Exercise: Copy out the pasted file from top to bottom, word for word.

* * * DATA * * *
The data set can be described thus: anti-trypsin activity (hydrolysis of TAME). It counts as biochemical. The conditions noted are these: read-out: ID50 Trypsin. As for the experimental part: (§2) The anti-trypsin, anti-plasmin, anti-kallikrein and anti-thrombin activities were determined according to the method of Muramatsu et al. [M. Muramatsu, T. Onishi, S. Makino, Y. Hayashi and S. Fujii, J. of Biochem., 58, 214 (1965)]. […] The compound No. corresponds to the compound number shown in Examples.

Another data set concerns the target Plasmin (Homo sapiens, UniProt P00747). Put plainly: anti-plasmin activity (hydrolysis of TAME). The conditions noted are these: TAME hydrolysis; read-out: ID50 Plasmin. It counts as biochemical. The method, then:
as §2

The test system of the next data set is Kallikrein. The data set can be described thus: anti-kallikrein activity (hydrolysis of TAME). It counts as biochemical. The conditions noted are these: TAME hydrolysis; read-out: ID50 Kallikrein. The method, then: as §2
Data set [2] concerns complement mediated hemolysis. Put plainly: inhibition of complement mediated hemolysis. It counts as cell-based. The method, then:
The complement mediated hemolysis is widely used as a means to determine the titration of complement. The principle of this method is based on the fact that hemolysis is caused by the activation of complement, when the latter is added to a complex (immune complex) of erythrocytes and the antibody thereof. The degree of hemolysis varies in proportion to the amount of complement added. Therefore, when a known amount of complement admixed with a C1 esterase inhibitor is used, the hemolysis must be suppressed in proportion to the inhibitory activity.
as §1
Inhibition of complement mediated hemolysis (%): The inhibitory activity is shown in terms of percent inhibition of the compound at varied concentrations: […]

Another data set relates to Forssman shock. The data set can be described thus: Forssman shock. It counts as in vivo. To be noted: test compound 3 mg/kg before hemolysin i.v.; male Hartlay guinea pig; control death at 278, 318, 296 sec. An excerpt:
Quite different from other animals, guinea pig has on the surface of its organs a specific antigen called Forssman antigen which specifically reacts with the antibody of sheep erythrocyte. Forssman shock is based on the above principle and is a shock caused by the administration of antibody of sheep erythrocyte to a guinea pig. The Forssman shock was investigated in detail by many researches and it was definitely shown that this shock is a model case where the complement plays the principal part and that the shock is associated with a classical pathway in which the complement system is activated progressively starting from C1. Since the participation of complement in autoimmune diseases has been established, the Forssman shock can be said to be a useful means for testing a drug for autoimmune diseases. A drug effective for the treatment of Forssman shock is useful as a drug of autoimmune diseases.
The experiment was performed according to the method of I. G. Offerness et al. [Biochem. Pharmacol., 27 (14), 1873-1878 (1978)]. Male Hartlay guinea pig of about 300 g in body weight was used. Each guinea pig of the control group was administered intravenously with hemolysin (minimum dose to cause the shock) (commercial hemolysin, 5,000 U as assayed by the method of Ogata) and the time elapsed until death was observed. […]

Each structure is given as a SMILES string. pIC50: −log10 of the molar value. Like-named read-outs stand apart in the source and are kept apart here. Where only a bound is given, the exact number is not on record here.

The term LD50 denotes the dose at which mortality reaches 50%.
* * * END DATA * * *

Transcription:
The data set can be described thus: anti-trypsin activity (hydrolysis of TAME). It counts as biochemical. The conditions noted are these: read-out: ID50 Trypsin. As for the experimental part: (§2) The anti-trypsin, anti-plasmin, anti-kallikrein and anti-thrombin activities were determined according to the method of Muramatsu et al. [M. Muramatsu, T. Onishi, S. Makino, Y. Hayashi and S. Fujii, J. of Biochem., 58, 214 (1965)]. […] The compound No. corresponds to the compound number shown in Examples.

Another data set concerns the target Plasmin (Homo sapiens, UniProt P00747). Put plainly: anti-plasmin activity (hydrolysis of TAME). The conditions noted are these: TAME hydrolysis; read-out: ID50 Plasmin. It counts as biochemical. The method, then:
as §2

The test system of the next data set is Kallikrein. The data set can be described thus: anti-kallikrein activity (hydrolysis of TAME). It counts as biochemical. The conditions noted are these: TAME hydrolysis; read-out: ID50 Kallikrein. The method, then: as §2
Data set [2] concerns complement mediated hemolysis. Put plainly: inhibition of complement mediated hemolysis. It counts as cell-based. The method, then:
The complement mediated hemolysis is widely used as a means to determine the titration of complement. The principle of this method is based on the fact that hemolysis is caused by the activation of complement, when the latter is added to a complex (immune complex) of erythrocytes and the antibody thereof. The degree of hemolysis varies in proportion to the amount of complement added. Therefore, when a known amount of complement admixed with a C1 esterase inhibitor is used, the hemolysis must be suppressed in proportion to the inhibitory activity.
as §1
Inhibition of complement mediated hemolysis (%): The inhibitory activity is shown in terms of percent inhibition of the compound at varied concentrations: […]

Another data set relates to Forssman shock. The data set can be described thus: Forssman shock. It counts as in vivo. To be noted: test compound 3 mg/kg before hemolysin i.v.; male Hartlay guinea pig; control death at 278, 318, 296 sec. An excerpt:
Quite different from other animals, guinea pig has on the surface of its organs a specific antigen called Forssman antigen which specifically reacts with the antibody of sheep erythrocyte. Forssman shock is based on the above principle and is a shock caused by the administration of antibody of sheep erythrocyte to a guinea pig. The Forssman shock was investigated in detail by many researches and it was definitely shown that this shock is a model case where the complement plays the principal part and that the shock is associated with a classical pathway in which the complement system is activated progressively starting from C1. Since the participation of complement in autoimmune diseases has been established, the Forssman shock can be said to be a useful means for testing a drug for autoimmune diseases. A drug effective for the treatment of Forssman shock is useful as a drug of autoimmune diseases.
The experiment was performed according to the method of I. G. Offerness et al. [Biochem. Pharmacol., 27 (14), 1873-1878 (1978)]. Male Hartlay guinea pig of about 300 g in body weight was used. Each guinea pig of the control group was administered intravenously with hemolysin (minimum dose to cause the shock) (commercial hemolysin, 5,000 U as assayed by the method of Ogata) and the time elapsed until death was observed. […]

Each structure is given as a SMILES string. pIC50: −log10 of the molar value. Like-named read-outs stand apart in the source and are kept apart here. Where only a bound is given, the exact number is not on record here.

The term LD50 denotes the dose at which mortality reaches 50%.